James McGhee, a pediatrician in Nevada, would like that to see that happen. "If parents didn't say directly to me, 'I think my child has a problem with such and such,' I often never spent a lot of time on the path of mental health," he reflects. "I asked a few basic questions—'Have you ever thought of killing yourself?'—and then moved on.' " But when he recently began screening for depression in his teenage patients as part of a study aided by the same group that screened Jones, he started identifying adolescents he might have otherwise overlooked.
The new recommendation comes with a serious caveat: that adolescents should be screened only "when systems are in place to ensure accurate diagnosis, psychotherapy, and follow-up," the panel said. Otherwise, says Calonge, "you just identify the problem and you haven't done anything [else]. Plus, we don't want people just pulling out the prescription pad, because there's a concern that [medication] may do more harm than good; we're just worried about that." Calonge's group found "convincing evidence" that a commonly prescribed class of antidepressants—selective serotonin reuptake inhibitors [SSRIs]—can raise the risk of suicidal thoughts or actions in adolescents, which is why the task force urged that those drugs, though often effective, should be considered only when young patients can be closely supervised.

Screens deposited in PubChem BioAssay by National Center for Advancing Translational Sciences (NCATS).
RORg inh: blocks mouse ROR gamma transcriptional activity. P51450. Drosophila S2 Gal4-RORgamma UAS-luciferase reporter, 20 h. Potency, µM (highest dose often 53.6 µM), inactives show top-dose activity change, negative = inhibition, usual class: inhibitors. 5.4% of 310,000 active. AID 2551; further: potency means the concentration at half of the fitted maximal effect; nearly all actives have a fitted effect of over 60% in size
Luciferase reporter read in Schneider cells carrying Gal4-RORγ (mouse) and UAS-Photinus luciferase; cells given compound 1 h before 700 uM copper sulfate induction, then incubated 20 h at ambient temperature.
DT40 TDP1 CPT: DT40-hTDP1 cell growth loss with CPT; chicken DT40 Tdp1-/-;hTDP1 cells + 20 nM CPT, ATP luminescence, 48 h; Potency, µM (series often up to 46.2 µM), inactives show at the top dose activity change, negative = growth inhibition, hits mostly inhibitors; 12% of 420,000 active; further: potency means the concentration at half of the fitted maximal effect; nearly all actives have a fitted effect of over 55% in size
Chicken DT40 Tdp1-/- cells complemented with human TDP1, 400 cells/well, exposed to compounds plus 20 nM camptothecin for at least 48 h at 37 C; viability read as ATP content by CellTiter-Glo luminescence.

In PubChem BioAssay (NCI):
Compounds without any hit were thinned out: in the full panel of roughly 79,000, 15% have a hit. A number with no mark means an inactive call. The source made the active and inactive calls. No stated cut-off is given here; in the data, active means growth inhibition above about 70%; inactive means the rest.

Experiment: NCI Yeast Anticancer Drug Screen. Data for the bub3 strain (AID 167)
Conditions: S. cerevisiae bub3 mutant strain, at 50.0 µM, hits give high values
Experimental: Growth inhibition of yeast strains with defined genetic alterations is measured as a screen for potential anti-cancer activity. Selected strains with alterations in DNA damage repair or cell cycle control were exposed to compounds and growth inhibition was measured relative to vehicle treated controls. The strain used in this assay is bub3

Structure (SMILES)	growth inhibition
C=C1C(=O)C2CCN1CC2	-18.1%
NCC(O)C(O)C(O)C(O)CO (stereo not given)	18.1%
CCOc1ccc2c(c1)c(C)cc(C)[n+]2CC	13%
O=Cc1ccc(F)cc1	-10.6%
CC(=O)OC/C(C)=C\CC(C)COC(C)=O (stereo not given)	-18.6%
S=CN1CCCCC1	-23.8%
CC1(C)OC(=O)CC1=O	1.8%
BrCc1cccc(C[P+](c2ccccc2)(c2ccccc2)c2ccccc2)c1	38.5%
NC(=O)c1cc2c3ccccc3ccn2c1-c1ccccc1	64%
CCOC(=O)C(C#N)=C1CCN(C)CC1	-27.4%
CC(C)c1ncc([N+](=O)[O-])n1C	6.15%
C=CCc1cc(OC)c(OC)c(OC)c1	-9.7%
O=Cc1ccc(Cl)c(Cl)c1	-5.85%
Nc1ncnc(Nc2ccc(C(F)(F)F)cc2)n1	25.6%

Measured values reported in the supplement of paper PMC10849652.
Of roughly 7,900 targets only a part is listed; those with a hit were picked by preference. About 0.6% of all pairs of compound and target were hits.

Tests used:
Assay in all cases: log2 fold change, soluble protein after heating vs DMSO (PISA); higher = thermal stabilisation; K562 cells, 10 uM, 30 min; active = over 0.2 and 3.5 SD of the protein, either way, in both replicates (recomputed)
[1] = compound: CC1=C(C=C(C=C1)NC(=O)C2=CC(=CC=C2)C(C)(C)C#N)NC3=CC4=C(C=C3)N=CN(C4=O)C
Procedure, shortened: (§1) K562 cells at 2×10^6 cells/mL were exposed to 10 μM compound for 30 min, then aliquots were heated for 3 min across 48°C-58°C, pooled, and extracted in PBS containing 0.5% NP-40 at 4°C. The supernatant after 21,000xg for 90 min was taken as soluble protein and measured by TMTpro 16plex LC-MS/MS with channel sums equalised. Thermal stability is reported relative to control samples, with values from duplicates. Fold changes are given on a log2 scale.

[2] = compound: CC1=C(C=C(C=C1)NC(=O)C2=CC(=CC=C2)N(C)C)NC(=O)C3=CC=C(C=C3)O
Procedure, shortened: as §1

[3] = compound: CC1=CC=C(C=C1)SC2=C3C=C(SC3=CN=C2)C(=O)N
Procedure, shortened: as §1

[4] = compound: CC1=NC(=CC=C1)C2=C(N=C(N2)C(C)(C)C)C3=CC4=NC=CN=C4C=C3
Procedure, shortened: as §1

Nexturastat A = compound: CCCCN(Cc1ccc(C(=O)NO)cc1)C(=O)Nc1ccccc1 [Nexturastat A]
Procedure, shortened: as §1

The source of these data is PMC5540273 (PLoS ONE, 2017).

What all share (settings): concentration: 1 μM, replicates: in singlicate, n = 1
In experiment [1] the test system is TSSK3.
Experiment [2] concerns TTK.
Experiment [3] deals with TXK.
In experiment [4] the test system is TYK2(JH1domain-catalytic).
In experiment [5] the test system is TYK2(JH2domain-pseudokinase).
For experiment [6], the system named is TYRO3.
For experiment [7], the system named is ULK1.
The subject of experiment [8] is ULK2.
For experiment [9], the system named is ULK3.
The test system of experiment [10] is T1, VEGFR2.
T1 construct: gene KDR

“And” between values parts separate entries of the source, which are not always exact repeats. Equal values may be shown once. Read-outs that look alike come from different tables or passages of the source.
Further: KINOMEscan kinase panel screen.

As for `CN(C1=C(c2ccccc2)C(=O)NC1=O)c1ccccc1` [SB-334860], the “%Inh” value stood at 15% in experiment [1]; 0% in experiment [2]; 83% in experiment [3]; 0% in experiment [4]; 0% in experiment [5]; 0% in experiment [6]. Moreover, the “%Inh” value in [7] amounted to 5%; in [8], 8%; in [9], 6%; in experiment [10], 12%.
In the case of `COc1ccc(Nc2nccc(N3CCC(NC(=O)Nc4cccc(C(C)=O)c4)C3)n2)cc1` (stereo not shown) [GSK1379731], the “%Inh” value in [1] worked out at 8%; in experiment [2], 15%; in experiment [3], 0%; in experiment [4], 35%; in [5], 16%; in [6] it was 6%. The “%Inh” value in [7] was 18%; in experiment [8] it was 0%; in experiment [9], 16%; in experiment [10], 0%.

Since news of the screening recommendation broke, the Internet has been abuzz with impassioned comments from people concerned that universal screening will lead to overdiagnosis, even misdiagnosis. One writes, "If you screen every teen for depression there will be one result: All teens are depressed." Calonge says there's little chance of that happening.